Not sure how much risk there is once they are in place and passed onto a second owner, but in theory the council might be allowed to demand it is taken down.

Cheers,

Nigel

Why would the way they look lead you to think some of them have been built without permission?
A preference for a proper roof over a glass one is hardly a sign of 'dodgy dealings'.
 

MIghtyG

Prominent Member
Sounds like some of the 'conservatories' you have seen could be extensions built without planning permission.

Sounds to me like they are sun rooms rather than conservatories.

A home report should indicate if any work was done on the house by the previous owners and if anything has been done, they should be able to provide all the relevant documentation to prove its legal and above board.

Saying they are likely built without permission sounds a little 'jump to conclusion-y' :)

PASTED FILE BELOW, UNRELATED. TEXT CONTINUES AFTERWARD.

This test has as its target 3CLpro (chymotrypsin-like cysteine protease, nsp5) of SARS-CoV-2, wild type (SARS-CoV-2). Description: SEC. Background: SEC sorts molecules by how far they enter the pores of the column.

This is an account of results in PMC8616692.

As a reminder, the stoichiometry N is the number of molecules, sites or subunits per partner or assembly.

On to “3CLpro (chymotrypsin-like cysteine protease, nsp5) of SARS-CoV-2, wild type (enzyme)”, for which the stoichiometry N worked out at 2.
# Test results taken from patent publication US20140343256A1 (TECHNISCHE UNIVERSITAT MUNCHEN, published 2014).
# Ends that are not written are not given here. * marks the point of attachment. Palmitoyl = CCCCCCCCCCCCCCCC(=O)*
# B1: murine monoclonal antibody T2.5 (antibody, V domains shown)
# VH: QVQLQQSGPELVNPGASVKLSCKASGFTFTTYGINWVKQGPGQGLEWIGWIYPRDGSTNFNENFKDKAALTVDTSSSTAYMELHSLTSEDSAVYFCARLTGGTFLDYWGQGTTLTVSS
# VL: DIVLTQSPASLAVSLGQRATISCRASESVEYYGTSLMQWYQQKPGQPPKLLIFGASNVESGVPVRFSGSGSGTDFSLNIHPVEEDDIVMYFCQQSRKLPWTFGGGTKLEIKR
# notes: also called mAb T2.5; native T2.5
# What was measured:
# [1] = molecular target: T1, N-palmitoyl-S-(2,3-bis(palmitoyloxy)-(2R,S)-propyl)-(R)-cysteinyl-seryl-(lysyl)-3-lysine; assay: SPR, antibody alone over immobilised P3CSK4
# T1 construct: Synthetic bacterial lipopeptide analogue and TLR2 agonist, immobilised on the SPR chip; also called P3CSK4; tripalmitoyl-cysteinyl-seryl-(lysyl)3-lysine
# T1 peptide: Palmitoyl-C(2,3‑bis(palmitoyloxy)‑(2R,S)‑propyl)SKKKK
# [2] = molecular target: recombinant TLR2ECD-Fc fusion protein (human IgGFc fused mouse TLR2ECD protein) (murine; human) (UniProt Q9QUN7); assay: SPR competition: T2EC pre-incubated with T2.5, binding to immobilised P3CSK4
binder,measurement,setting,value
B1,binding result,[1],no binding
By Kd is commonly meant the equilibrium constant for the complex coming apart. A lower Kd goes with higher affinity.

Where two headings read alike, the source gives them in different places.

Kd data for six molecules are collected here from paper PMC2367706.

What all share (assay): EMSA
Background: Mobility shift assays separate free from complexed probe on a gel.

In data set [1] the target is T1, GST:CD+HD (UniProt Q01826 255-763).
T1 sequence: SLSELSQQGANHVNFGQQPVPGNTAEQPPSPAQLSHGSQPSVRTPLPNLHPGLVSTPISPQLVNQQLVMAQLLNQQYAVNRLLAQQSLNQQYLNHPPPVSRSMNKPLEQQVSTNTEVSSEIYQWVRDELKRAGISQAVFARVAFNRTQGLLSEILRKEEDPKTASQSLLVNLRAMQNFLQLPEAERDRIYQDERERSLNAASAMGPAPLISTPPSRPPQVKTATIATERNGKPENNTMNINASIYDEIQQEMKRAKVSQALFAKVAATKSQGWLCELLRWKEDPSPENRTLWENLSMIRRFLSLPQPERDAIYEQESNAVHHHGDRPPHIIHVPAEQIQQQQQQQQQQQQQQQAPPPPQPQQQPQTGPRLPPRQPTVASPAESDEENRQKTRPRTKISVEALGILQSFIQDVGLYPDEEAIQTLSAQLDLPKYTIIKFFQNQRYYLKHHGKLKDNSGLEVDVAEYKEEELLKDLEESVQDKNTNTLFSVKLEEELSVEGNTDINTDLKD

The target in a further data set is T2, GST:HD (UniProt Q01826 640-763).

nheather

Distinguished Member
Why would the way they look lead you to think some of them have been built without permission?
A preference for a proper roof over a glass one is hardly a sign of 'dodgy dealings'.

Only because from the OP I thought the seller's were describing them as a conservatory.

If i was selling a house I would refer to it as a morning room or sun room rather than a conservatory as it adds more valuable.

If someone describes a morning\sun room as a cheaper conservatory it would cause me think why they had done that.

Cheers,

Nigel
 
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FZR400RRSP

Banned
WeegieAVLover said:
That is what I was thinking - they are called Sun rooms - much better than a conservatory.

I agree with that, if we ever go down this route it will be a sunroom with a proper roof.
 

ldoodle

Distinguished Member
From Wikipedia:

In the UK the legal definition of a conservatory is a building that has at least 50% of its side wall area glazed and at least 75% of its roof glazed with translucent materials, either polycarbonate sheeting or glass.